Driving around Southern California, we saw this on a billboard, of all things. Bearific.com. Knowing nothing about it, we had to investigate! Here’s what we found out about Bearific Books: “Katelyn Lonas is 16 years old and the CEO of her company, Bearific. Currently, she has over 60 published books, which are sold worldwide and available on Barnes & Noble and Walmart. Katelyn has also published five apps on the Google Play Store and has a YouTube channel called Bearific Studios, where she posts drawing videos and cartoons based on her books. She published her first book when she was 9 years old, and it was called Bearific Adventure.” And yes, it’s all about bears. Check out her web site!
The Vanity Fair Article: What it Means for Furry FandomPosted by Anon on Sun 14 Jan 2001 - 00:00
Well, the much hated, feared, and anticipated article from Vanity Fair is out. As has become common knowledge, there was a reporter from the magazine at Midwest FurFest 2000, who interviewed several people in the furry fandom and spent some time at the convention.
The reaction, much like the article, was less than positive.
Kingdoms of Light [ ** ]Posted by Micah on Sun 14 Jan 2001 - 00:00
Available at Amazon.com.
Evil goblins have taken over your kingdom, destroyed your best wizard, and hexed all the color away from your world! Do you: 1. Send an army to defeat them; 2. Surrender yourself and your valuables and hope for
the best; or 3. Trust the transmogrified pets of your recently deceased wizard to restore color to your world and incidentally take care of the goblin leaders?
Ring of SwordsPosted by Anon on Sun 14 Jan 2001 - 00:00
Ring of Swords by Eleanor Arnasson [Orb/Tom Doherty Assoc, 1993 -- 364 pages]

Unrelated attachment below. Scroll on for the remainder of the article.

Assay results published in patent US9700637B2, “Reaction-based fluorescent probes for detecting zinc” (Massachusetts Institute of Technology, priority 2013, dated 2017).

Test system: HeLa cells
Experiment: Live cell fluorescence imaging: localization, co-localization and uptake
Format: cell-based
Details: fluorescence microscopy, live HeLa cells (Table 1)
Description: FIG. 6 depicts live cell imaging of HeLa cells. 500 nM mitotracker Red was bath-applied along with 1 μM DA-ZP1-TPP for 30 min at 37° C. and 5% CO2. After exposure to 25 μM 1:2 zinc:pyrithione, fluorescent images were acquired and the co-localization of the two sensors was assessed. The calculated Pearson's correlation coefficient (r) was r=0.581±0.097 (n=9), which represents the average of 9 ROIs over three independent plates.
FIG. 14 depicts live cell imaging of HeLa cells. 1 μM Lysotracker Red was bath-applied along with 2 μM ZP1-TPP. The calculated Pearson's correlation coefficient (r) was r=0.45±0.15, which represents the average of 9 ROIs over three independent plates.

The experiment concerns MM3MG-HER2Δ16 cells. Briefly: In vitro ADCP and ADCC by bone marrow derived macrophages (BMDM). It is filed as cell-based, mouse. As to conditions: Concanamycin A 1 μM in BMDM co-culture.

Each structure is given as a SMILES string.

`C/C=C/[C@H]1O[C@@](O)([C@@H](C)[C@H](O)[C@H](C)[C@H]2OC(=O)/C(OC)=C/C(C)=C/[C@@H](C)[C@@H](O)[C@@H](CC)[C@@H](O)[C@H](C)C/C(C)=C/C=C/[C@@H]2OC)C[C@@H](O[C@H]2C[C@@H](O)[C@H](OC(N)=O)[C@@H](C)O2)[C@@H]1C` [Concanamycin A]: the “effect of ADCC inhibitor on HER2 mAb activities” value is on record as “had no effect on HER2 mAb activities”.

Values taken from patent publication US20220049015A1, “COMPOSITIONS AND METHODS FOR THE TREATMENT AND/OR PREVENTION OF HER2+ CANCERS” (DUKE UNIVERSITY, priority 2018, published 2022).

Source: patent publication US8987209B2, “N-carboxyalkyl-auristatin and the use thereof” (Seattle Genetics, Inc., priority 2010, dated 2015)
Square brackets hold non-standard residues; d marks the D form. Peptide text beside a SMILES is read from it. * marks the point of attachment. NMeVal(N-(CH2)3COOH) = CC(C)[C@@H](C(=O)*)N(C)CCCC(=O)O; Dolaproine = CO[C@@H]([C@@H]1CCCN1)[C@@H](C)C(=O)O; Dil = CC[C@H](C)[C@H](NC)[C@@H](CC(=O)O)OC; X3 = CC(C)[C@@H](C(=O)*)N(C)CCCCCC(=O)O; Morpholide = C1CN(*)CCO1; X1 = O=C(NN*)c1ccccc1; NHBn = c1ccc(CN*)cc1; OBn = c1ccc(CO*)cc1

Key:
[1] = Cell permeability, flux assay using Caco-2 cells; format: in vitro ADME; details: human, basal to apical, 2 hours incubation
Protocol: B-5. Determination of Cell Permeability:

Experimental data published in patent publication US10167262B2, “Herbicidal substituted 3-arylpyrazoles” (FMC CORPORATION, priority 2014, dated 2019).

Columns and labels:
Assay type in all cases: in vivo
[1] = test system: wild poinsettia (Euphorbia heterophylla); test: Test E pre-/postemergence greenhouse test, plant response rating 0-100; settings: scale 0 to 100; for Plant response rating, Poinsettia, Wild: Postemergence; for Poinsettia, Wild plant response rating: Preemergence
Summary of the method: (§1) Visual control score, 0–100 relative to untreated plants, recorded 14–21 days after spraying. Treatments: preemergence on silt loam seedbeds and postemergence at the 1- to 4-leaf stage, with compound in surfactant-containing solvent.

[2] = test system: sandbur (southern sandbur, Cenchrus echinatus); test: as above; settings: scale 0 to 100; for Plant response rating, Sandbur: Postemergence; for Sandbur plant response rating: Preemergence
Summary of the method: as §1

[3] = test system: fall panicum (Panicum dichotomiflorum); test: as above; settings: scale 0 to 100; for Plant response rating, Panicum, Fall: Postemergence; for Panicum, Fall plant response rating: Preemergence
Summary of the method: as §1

It is the late 21st Century, and humanity is busy exploring the far reaches of space looking for habitable planets in the hope of escaping a polluted and overcrowded Earth. They are also looking for other intelligent life. They find the latter in the form of the fur-covered humanoid hwarhath. They seemed at first to be perfectly matched to humanity: aggressive, technologically advanced, and eager to go to war with the first thing they met.
Or so they seemed.
The Wolves of Time: Journeys to the HeartlandPosted by Anon on Sun 14 Jan 2001 - 00:00
The Wolves of Time: Journeys to the Heartland by William Horwood [Harper Collins UK, 1995 -- 610 pages]
Fire BringerPosted by Kaelan on Sun 14 Jan 2001 - 00:00
Fire Bringer, by David Clement-Davies
"It is a dark time for the deer. A tyrannical new Lord of the Herd has ended the old way, the yearly play of antlers that ensure a change of leadership. At his command is a corps of young stags, antlers sharpened for the kill, whose mission is completely dominion over the animal world.
"But a prophecy among the deer promises a hero -- a fawn with the mark of an oak leaf on his forehead. His unique bond with all creatures, including humans, will bring a new age of freedom.
"Rannoch is born the night his father is murdered. His mother, Eloin, keeps him hidden from the deadly attention of the Lord of the Herd, but soon Rannoch is forced to flee, beginning a perilous, wonderous journey. Among the moutnins and haunted glens of the Great Land, the young stag encounters strange herds, makes unusual allies, and, at last, finds the knowledge and courage to face his extraordinary destiny.
"In this grand epic of old Scotland, with its echoes of myth, history, and Scripture, David Clement-Davies has created a classic hero tale, full of thrilling action and told with the resonance of legend."
As a writer and an avid reader, I naturally tend to be very critical of books that I read. Yet I also take into account other factors that attribute to a book's greatness. Many "great" books have scored 0 on my list. However, _Fire Bringer_ is an excellent tale that is woven together with history into a rapturing story that was difficult to put down. I stayed up many, many nights reading this book.
Fire BringerPosted by Flint on Sun 14 Jan 2001 - 00:00
Fire Bringer, by David Clement-Davies
Well, it's warmed over Watership down for sure. Actually, I was a little disappointed in this one. The author never could seem to decide which way he wanted to go: at one moment its an allegory for historical battles and the unification of Scotland, and the next its a much more traditional sentient animal story.
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